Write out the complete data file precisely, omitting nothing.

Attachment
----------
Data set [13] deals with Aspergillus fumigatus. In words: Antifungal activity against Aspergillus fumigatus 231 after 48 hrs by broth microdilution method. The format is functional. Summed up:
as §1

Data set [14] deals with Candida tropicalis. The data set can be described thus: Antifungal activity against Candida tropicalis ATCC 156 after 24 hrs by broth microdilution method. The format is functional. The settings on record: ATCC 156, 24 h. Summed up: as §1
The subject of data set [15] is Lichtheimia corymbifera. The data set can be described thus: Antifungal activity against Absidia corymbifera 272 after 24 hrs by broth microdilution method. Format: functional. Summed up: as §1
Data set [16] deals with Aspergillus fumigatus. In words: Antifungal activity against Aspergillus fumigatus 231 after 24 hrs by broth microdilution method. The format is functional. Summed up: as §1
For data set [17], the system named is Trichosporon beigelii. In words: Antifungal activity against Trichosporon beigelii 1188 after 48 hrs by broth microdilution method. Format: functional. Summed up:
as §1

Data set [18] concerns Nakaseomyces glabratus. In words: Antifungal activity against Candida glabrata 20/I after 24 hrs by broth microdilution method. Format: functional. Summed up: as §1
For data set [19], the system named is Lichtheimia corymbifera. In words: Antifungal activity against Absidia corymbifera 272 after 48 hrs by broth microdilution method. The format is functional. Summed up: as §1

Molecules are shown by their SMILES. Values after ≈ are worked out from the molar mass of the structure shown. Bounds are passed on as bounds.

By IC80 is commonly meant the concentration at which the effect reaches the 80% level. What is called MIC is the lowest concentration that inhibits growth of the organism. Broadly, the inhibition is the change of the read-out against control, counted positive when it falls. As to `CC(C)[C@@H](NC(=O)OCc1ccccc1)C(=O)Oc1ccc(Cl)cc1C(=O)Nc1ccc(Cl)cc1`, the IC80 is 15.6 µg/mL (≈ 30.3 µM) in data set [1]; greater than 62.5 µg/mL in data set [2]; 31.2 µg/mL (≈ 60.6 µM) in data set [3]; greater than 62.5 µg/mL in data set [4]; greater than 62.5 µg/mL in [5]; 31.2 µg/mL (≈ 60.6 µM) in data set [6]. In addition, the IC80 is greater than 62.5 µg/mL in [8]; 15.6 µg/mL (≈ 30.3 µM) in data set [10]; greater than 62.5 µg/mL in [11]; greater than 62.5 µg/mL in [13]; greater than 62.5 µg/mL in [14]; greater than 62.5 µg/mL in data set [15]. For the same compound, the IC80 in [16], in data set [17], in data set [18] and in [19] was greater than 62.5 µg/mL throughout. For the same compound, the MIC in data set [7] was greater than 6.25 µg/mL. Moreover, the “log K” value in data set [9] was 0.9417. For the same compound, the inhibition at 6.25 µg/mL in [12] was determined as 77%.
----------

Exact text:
Data set [13] deals with Aspergillus fumigatus. In words: Antifungal activity against Aspergillus fumigatus 231 after 48 hrs by broth microdilution method. The format is functional. Summed up:
as §1

Data set [14] deals with Candida tropicalis. The data set can be described thus: Antifungal activity against Candida tropicalis ATCC 156 after 24 hrs by broth microdilution method. The format is functional. The settings on record: ATCC 156, 24 h. Summed up: as §1
The subject of data set [15] is Lichtheimia corymbifera. The data set can be described thus: Antifungal activity against Absidia corymbifera 272 after 24 hrs by broth microdilution method. Format: functional. Summed up: as §1
Data set [16] deals with Aspergillus fumigatus. In words: Antifungal activity against Aspergillus fumigatus 231 after 24 hrs by broth microdilution method. The format is functional. Summed up: as §1
For data set [17], the system named is Trichosporon beigelii. In words: Antifungal activity against Trichosporon beigelii 1188 after 48 hrs by broth microdilution method. Format: functional. Summed up:
as §1

Data set [18] concerns Nakaseomyces glabratus. In words: Antifungal activity against Candida glabrata 20/I after 24 hrs by broth microdilution method. Format: functional. Summed up: as §1
For data set [19], the system named is Lichtheimia corymbifera. In words: Antifungal activity against Absidia corymbifera 272 after 48 hrs by broth microdilution method. The format is functional. Summed up: as §1

Molecules are shown by their SMILES. Values after ≈ are worked out from the molar mass of the structure shown. Bounds are passed on as bounds.

By IC80 is commonly meant the concentration at which the effect reaches the 80% level. What is called MIC is the lowest concentration that inhibits growth of the organism. Broadly, the inhibition is the change of the read-out against control, counted positive when it falls. As to `CC(C)[C@@H](NC(=O)OCc1ccccc1)C(=O)Oc1ccc(Cl)cc1C(=O)Nc1ccc(Cl)cc1`, the IC80 is 15.6 µg/mL (≈ 30.3 µM) in data set [1]; greater than 62.5 µg/mL in data set [2]; 31.2 µg/mL (≈ 60.6 µM) in data set [3]; greater than 62.5 µg/mL in data set [4]; greater than 62.5 µg/mL in [5]; 31.2 µg/mL (≈ 60.6 µM) in data set [6]. In addition, the IC80 is greater than 62.5 µg/mL in [8]; 15.6 µg/mL (≈ 30.3 µM) in data set [10]; greater than 62.5 µg/mL in [11]; greater than 62.5 µg/mL in [13]; greater than 62.5 µg/mL in [14]; greater than 62.5 µg/mL in data set [15]. For the same compound, the IC80 in [16], in data set [17], in data set [18] and in [19] was greater than 62.5 µg/mL throughout. For the same compound, the MIC in data set [7] was greater than 6.25 µg/mL. Moreover, the “log K” value in data set [9] was 0.9417. For the same compound, the inhibition at 6.25 µg/mL in [12] was determined as 77%.